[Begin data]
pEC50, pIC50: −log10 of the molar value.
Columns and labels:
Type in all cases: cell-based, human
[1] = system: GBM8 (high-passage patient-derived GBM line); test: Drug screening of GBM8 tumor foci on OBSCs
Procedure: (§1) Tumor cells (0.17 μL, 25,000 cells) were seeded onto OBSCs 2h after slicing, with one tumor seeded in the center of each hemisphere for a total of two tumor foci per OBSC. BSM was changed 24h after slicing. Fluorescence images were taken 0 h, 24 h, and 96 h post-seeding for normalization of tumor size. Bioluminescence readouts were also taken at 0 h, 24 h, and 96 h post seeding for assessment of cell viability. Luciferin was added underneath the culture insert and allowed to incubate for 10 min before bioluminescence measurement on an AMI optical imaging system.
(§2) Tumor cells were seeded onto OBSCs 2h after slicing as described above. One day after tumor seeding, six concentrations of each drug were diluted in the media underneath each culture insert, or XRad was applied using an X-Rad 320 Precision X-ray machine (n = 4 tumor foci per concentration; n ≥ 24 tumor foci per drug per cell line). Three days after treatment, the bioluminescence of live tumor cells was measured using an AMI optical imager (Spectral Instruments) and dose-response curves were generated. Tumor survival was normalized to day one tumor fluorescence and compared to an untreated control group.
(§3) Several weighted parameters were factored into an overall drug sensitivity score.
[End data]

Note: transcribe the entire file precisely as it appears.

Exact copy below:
pEC50, pIC50: −log10 of the molar value.
Columns and labels:
Type in all cases: cell-based, human
[1] = system: GBM8 (high-passage patient-derived GBM line); test: Drug screening of GBM8 tumor foci on OBSCs
Procedure: (§1) Tumor cells (0.17 μL, 25,000 cells) were seeded onto OBSCs 2h after slicing, with one tumor seeded in the center of each hemisphere for a total of two tumor foci per OBSC. BSM was changed 24h after slicing. Fluorescence images were taken 0 h, 24 h, and 96 h post-seeding for normalization of tumor size. Bioluminescence readouts were also taken at 0 h, 24 h, and 96 h post seeding for assessment of cell viability. Luciferin was added underneath the culture insert and allowed to incubate for 10 min before bioluminescence measurement on an AMI optical imaging system.
(§2) Tumor cells were seeded onto OBSCs 2h after slicing as described above. One day after tumor seeding, six concentrations of each drug were diluted in the media underneath each culture insert, or XRad was applied using an X-Rad 320 Precision X-ray machine (n = 4 tumor foci per concentration; n ≥ 24 tumor foci per drug per cell line). Three days after treatment, the bioluminescence of live tumor cells was measured using an AMI optical imager (Spectral Instruments) and dose-response curves were generated. Tumor survival was normalized to day one tumor fluorescence and compared to an untreated control group.
(§3) Several weighted parameters were factored into an overall drug sensitivity score.